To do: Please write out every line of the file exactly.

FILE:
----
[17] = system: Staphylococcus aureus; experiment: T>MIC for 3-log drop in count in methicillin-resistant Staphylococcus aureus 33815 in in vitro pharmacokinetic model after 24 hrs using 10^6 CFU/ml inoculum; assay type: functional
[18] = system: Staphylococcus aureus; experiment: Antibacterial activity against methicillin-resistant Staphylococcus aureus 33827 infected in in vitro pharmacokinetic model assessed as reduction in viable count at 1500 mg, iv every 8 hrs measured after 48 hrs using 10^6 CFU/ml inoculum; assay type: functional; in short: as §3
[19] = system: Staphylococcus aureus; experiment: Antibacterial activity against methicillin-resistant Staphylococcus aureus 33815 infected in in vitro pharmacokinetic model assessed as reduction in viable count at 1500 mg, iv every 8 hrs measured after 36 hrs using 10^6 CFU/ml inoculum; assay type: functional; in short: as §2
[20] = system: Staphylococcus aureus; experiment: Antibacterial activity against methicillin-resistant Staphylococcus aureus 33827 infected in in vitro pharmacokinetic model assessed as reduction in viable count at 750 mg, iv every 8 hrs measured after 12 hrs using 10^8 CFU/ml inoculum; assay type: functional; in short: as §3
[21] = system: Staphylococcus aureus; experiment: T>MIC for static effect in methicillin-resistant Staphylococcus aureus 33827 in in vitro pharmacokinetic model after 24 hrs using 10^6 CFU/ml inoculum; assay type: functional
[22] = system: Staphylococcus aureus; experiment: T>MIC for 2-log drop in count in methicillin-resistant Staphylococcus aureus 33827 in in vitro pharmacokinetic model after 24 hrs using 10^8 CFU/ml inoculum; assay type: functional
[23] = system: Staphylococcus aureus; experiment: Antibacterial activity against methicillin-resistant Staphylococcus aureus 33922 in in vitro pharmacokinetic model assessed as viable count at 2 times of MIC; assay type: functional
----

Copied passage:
[17] = system: Staphylococcus aureus; experiment: T>MIC for 3-log drop in count in methicillin-resistant Staphylococcus aureus 33815 in in vitro pharmacokinetic model after 24 hrs using 10^6 CFU/ml inoculum; assay type: functional
[18] = system: Staphylococcus aureus; experiment: Antibacterial activity against methicillin-resistant Staphylococcus aureus 33827 infected in in vitro pharmacokinetic model assessed as reduction in viable count at 1500 mg, iv every 8 hrs measured after 48 hrs using 10^6 CFU/ml inoculum; assay type: functional; in short: as §3
[19] = system: Staphylococcus aureus; experiment: Antibacterial activity against methicillin-resistant Staphylococcus aureus 33815 infected in in vitro pharmacokinetic model assessed as reduction in viable count at 1500 mg, iv every 8 hrs measured after 36 hrs using 10^6 CFU/ml inoculum; assay type: functional; in short: as §2
[20] = system: Staphylococcus aureus; experiment: Antibacterial activity against methicillin-resistant Staphylococcus aureus 33827 infected in in vitro pharmacokinetic model assessed as reduction in viable count at 750 mg, iv every 8 hrs measured after 12 hrs using 10^8 CFU/ml inoculum; assay type: functional; in short: as §3
[21] = system: Staphylococcus aureus; experiment: T>MIC for static effect in methicillin-resistant Staphylococcus aureus 33827 in in vitro pharmacokinetic model after 24 hrs using 10^6 CFU/ml inoculum; assay type: functional
[22] = system: Staphylococcus aureus; experiment: T>MIC for 2-log drop in count in methicillin-resistant Staphylococcus aureus 33827 in in vitro pharmacokinetic model after 24 hrs using 10^8 CFU/ml inoculum; assay type: functional
[23] = system: Staphylococcus aureus; experiment: Antibacterial activity against methicillin-resistant Staphylococcus aureus 33922 in in vitro pharmacokinetic model assessed as viable count at 2 times of MIC; assay type: functional